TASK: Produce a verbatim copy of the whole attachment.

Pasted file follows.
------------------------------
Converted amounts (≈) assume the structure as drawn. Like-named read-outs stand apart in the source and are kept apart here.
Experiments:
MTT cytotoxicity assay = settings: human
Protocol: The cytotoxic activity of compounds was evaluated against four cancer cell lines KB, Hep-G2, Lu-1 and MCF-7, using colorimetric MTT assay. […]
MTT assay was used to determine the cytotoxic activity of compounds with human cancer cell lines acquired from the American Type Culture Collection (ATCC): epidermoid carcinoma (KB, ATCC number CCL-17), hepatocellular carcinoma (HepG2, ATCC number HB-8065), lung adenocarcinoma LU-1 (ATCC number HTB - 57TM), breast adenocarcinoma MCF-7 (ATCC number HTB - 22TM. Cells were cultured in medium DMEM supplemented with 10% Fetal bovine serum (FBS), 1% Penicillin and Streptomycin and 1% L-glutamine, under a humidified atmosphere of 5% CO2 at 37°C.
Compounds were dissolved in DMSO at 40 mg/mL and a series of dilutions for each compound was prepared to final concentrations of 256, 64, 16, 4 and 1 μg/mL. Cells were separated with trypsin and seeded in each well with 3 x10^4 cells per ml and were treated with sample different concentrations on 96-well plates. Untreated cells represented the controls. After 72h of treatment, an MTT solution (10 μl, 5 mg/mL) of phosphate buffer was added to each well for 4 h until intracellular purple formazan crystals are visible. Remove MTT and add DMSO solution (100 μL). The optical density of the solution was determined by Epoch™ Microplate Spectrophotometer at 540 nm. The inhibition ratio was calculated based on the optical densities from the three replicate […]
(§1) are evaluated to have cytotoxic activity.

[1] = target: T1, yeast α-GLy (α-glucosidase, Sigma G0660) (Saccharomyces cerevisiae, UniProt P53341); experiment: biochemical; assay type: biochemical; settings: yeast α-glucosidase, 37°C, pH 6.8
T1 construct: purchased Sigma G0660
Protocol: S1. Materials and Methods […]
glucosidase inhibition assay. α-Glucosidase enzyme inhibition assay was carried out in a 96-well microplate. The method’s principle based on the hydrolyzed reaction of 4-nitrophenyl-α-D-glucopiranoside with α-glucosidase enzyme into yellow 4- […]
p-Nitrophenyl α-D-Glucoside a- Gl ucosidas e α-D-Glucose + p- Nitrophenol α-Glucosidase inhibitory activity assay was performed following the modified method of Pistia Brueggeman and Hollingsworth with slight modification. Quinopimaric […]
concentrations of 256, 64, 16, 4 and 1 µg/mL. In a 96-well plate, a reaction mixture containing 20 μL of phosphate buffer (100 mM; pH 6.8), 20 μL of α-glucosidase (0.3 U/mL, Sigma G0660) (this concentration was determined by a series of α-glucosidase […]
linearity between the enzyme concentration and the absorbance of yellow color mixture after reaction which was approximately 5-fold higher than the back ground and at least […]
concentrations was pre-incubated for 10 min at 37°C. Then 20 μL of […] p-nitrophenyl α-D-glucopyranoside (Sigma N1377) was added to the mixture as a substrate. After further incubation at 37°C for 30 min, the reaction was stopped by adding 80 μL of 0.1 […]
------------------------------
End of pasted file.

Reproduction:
Converted amounts (≈) assume the structure as drawn. Like-named read-outs stand apart in the source and are kept apart here.
Experiments:
MTT cytotoxicity assay = settings: human
Protocol: The cytotoxic activity of compounds was evaluated against four cancer cell lines KB, Hep-G2, Lu-1 and MCF-7, using colorimetric MTT assay. […]
MTT assay was used to determine the cytotoxic activity of compounds with human cancer cell lines acquired from the American Type Culture Collection (ATCC): epidermoid carcinoma (KB, ATCC number CCL-17), hepatocellular carcinoma (HepG2, ATCC number HB-8065), lung adenocarcinoma LU-1 (ATCC number HTB - 57TM), breast adenocarcinoma MCF-7 (ATCC number HTB - 22TM. Cells were cultured in medium DMEM supplemented with 10% Fetal bovine serum (FBS), 1% Penicillin and Streptomycin and 1% L-glutamine, under a humidified atmosphere of 5% CO2 at 37°C.
Compounds were dissolved in DMSO at 40 mg/mL and a series of dilutions for each compound was prepared to final concentrations of 256, 64, 16, 4 and 1 μg/mL. Cells were separated with trypsin and seeded in each well with 3 x10^4 cells per ml and were treated with sample different concentrations on 96-well plates. Untreated cells represented the controls. After 72h of treatment, an MTT solution (10 μl, 5 mg/mL) of phosphate buffer was added to each well for 4 h until intracellular purple formazan crystals are visible. Remove MTT and add DMSO solution (100 μL). The optical density of the solution was determined by Epoch™ Microplate Spectrophotometer at 540 nm. The inhibition ratio was calculated based on the optical densities from the three replicate […]
(§1) are evaluated to have cytotoxic activity.

[1] = target: T1, yeast α-GLy (α-glucosidase, Sigma G0660) (Saccharomyces cerevisiae, UniProt P53341); experiment: biochemical; assay type: biochemical; settings: yeast α-glucosidase, 37°C, pH 6.8
T1 construct: purchased Sigma G0660
Protocol: S1. Materials and Methods […]
glucosidase inhibition assay. α-Glucosidase enzyme inhibition assay was carried out in a 96-well microplate. The method’s principle based on the hydrolyzed reaction of 4-nitrophenyl-α-D-glucopiranoside with α-glucosidase enzyme into yellow 4- […]
p-Nitrophenyl α-D-Glucoside a- Gl ucosidas e α-D-Glucose + p- Nitrophenol α-Glucosidase inhibitory activity assay was performed following the modified method of Pistia Brueggeman and Hollingsworth with slight modification. Quinopimaric […]
concentrations of 256, 64, 16, 4 and 1 µg/mL. In a 96-well plate, a reaction mixture containing 20 μL of phosphate buffer (100 mM; pH 6.8), 20 μL of α-glucosidase (0.3 U/mL, Sigma G0660) (this concentration was determined by a series of α-glucosidase […]
linearity between the enzyme concentration and the absorbance of yellow color mixture after reaction which was approximately 5-fold higher than the back ground and at least […]
concentrations was pre-incubated for 10 min at 37°C. Then 20 μL of […] p-nitrophenyl α-D-glucopyranoside (Sigma N1377) was added to the mixture as a substrate. After further incubation at 37°C for 30 min, the reaction was stopped by adding 80 μL of 0.1 […]